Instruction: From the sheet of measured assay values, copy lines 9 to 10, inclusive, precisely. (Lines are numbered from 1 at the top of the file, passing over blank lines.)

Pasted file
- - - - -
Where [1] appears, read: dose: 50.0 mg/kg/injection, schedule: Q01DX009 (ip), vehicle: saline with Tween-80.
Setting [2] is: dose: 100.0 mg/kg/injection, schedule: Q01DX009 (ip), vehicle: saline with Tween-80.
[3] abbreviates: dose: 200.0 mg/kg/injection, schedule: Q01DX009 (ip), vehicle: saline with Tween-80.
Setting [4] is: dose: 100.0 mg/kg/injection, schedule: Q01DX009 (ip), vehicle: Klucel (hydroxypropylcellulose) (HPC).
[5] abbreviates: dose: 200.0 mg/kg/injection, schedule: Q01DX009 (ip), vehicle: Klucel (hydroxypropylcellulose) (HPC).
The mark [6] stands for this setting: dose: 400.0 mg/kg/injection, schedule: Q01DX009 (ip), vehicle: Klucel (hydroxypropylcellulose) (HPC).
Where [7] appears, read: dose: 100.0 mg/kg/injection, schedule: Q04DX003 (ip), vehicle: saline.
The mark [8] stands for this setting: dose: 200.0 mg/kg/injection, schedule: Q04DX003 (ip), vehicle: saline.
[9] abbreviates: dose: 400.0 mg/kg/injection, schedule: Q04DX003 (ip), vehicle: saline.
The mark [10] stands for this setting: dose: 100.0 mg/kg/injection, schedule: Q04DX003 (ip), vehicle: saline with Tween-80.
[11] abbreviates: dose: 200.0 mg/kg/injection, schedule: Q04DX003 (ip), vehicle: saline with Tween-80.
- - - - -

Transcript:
[9] abbreviates: dose: 400.0 mg/kg/injection, schedule: Q04DX003 (ip), vehicle: saline.
The mark [10] stands for this setting: dose: 100.0 mg/kg/injection, schedule: Q04DX003 (ip), vehicle: saline with Tween-80.